Everyone and their uncle have been testing the i3, and the reports are in. So, does it drive like a BMW?


An entertaining driving experience quite unlike any other series-production existing electric car.

With 168bhp and 184lb ft of torque the moment you brush the throttle, the new BMW is more than merely brisk. In fact, its performance is good enough to match some big name hot hatches.

Indeed, in the cut and thrust of city traffic, the new BMW is extraordinarily agile and fun to drive.

The ride is quite firm and tends to become frigid on anything but smooth road surfaces. The damping, on the other hand, is relatively soft, leading to rather exaggerated levels of lean when you pitch the new BMW into a bend. The tall but narrow tyres provide relatively strong adhesion, but with so much performance on hand it doesn’t take much to get the traction and stability control systems working mid-corner

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Yet even though it's rear-wheel drive, those expecting lurid BMW M3-like sideways moments will be disappointed; find the limits of the skinny tyres and the i3 will push on in understeer rather than oversteer. Still, the rear-drive set-up does give the handling a purity.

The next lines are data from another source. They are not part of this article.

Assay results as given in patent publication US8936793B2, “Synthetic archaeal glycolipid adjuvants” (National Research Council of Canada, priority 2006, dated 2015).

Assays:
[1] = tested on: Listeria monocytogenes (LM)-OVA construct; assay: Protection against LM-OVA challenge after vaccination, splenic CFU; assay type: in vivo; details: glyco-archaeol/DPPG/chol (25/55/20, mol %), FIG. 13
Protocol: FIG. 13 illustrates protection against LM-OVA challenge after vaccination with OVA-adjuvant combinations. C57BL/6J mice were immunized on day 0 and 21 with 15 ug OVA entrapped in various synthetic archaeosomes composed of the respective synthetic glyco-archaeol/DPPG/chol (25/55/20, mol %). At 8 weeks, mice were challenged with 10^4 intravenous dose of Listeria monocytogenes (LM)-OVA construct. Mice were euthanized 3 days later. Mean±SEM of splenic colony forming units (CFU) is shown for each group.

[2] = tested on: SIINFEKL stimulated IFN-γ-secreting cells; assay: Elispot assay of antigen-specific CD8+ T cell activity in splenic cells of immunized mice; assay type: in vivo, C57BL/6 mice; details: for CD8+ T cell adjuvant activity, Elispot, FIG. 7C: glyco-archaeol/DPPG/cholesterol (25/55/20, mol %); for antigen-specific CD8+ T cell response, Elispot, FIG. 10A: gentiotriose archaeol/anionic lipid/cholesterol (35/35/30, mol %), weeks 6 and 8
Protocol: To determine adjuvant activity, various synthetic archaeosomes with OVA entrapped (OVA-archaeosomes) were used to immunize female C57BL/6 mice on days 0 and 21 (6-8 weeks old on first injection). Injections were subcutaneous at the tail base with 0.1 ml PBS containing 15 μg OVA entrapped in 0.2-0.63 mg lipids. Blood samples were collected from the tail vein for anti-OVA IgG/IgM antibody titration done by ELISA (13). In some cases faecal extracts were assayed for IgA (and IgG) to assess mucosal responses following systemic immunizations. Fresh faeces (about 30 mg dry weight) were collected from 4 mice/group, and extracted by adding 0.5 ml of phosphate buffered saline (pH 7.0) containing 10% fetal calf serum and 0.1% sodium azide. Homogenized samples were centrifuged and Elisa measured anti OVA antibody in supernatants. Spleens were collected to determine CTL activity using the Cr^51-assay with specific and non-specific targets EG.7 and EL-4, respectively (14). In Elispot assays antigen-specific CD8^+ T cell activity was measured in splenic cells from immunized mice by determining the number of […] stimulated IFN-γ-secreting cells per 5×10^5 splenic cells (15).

The steering is surprisingly weighty and full of feel, allowing you to place the car exactly where you want it, while the low centre of gravity means that it remains composed during quick direction changes.


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It makes you feel better. It really does. It's one of those cars that changes the way you drive.

In most normal suburban driving the i3 is somewhere between quick and actually fast. Normally it eases its way from rest with impeccable smoothness, but floor the thing and it departs as if high-voltage electrodes have been applied to its derrière. Which of course they have.

It weighs 1200kg, which is 350kg less than the Nissan Leaf, which gets by on just 109bhp. That's why the 170bhp BMW goes so well.

And it corners like a BMW. Sort of. OK, a short, wide BMW with narrow tyres. Pile into a bend and it'll understeer. Jam the accelerator hard in a tight bend and the front end goes light and it'll understeer. But be smooth, or give a slight lift to dig the front tyres in, and it's neutral, the driven rear wheels finding plenty of traction. The chassis gives you good feel for what's up, the steering less so. But the steering is direct and the wheelbase short, so the i3 is always agile.